Tuesday, January 25, 2022

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Joe's Neighborhood

18 years old


joes1 To look at the world out of 18-year-old eyes brings a certain clarity to the landscape, a certain freshness to encounters. Every day is literally a new day, because you haven’t experienced that many days as an adult. When you’re 18, relationships are budding, flowering or blossoming.                

“Withering on the vine” isn’t part of the discussion. It is a time when all your body parts work like a charm, and the mysteries of aspirin and ice packs are yet to be discovered. When you are 18, the seductions of your world are driven by passion and excellence and biology. It is a holy time.                

Although, there is a curse to being 18. When you’re 18, older adults, and definitely relatives, are given a playbook with a set litany of questions to ask on any occasion. Trust me. You could be jogging down the road or sitting at a Thanksgiving meal; it doesn’t really matter. Be prepared for any one of the following: 1) What are you going to do with your life? 2) Do you have a boyfriend (girlfriend)? 3) Do you have a job? 4) When are you going to get a real job? 5) And don’t you think it’s time to get serious?             

joes2These questions are anything but fresh. And when asked of today’s 18-year-olds, you can see their eyes go dead and their fingers twitch for the comfort of the touch screen. It is confounding why any older adult would ever ask these loaded and judgmental questions. It seems just lazy.                

So, I began by asking 18-year-old Robert what he was going to do with his life.                


See, that’s him down the sidewalk, incongruously pushing a dustpan and broom amidst all the snow. But Robert is cleaning up after you and me. Several months ago, he had a bit of good fortune, assisted by his grandma, and became an employee of Operation Downtown. They’re the group that tithes the downtown businesses and then plows the money back into beautification, clean-up and keeping an eye on the downtown. This day Robert’s job is to pick up cigarette butts and garbage that didn’t quite make it to the trash bins. There wasn’t much to pick up on this morning, the day after Christmas, with temps in the single digits.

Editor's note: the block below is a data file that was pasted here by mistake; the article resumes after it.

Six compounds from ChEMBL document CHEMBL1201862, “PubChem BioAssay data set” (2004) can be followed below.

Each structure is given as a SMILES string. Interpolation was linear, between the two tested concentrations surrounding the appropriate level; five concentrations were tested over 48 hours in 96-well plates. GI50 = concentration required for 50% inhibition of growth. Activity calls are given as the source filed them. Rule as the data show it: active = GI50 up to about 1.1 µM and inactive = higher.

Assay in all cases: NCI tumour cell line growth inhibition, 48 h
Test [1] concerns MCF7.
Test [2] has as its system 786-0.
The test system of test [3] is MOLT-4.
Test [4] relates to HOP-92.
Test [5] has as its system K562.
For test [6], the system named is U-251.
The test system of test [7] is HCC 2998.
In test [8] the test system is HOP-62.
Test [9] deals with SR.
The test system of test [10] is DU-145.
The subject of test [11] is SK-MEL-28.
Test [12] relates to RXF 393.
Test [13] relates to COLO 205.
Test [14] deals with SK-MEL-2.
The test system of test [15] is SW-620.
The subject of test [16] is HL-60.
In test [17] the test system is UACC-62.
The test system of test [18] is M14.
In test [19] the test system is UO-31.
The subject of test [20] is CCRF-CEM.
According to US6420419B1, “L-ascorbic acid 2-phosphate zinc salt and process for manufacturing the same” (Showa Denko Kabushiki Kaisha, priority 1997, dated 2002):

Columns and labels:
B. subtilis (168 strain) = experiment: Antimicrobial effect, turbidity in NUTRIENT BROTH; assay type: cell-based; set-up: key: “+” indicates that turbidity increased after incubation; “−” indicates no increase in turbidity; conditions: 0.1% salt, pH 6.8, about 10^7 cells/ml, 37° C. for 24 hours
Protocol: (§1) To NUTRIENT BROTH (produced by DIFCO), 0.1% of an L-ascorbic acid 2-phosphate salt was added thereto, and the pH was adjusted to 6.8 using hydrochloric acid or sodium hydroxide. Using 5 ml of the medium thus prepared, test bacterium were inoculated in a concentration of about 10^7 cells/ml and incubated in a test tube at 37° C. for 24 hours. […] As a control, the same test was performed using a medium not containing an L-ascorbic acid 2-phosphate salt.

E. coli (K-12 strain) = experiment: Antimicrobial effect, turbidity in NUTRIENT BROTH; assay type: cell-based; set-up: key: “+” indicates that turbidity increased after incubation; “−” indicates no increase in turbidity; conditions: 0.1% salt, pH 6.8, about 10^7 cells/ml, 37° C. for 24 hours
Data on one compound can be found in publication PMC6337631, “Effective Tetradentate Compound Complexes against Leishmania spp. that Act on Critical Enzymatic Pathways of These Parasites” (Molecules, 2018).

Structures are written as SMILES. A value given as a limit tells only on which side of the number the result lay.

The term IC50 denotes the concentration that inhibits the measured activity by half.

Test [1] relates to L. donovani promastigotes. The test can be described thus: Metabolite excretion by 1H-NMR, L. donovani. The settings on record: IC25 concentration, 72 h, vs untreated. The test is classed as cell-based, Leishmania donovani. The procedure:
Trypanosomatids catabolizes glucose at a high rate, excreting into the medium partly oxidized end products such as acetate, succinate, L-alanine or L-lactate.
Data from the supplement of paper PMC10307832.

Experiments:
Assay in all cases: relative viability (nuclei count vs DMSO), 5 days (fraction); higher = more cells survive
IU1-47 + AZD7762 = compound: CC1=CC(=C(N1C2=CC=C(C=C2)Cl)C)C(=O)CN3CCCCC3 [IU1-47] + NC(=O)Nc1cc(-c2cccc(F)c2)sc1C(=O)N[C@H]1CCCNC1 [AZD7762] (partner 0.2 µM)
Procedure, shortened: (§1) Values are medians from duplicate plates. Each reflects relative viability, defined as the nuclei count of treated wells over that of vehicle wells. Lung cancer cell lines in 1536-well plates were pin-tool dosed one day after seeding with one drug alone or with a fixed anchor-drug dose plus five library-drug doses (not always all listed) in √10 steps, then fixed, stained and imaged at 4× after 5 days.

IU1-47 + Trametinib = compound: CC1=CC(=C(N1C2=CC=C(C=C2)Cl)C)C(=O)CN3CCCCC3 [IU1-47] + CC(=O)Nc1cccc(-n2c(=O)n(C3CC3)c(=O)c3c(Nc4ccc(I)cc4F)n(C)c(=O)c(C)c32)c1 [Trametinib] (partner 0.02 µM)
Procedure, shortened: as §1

Robert told me that he is the youngest on the downtown crew.                

“Everyone else is at least 50 years older,” he says smiling, which would put the next youngest employee at 68. “They all make fun of me — in a good way.”                

A recent graduate of Southeast Polk High School, this is Robert’s first year without a winter break — a vacation during the holidays. He hunches his shoulders at the thought of working on the day after Christmas, twists his head down to the ground and bemoans the loss of those younger years with a Job-like cry: “Come on, really.”              

However, Robert is thrilled to have the work. He sees it as building character. He hopes that it will open doors to his ultimate goal of becoming a construction worker.                

“I hate the cold and the heat, but this job shows that I can work in the cold and heat,” he says.                

And the fun?                

joes3“I like walking around. Everyone is friendly here.”                

And the perks?                

“They provide everything but shoes, underwear and socks.”                

And what are you going to do with your life?                

Robert smiles.                

Eighteen years old. What did I tell you? CV

Joe Weeg spent 31 years bumping around this town as a prosecutor for the Polk County Attorney’s Office. Now retired, he writes about the frequently overlooked people, places and events in Des Moines on his blog: www.joesneighborhood.com.

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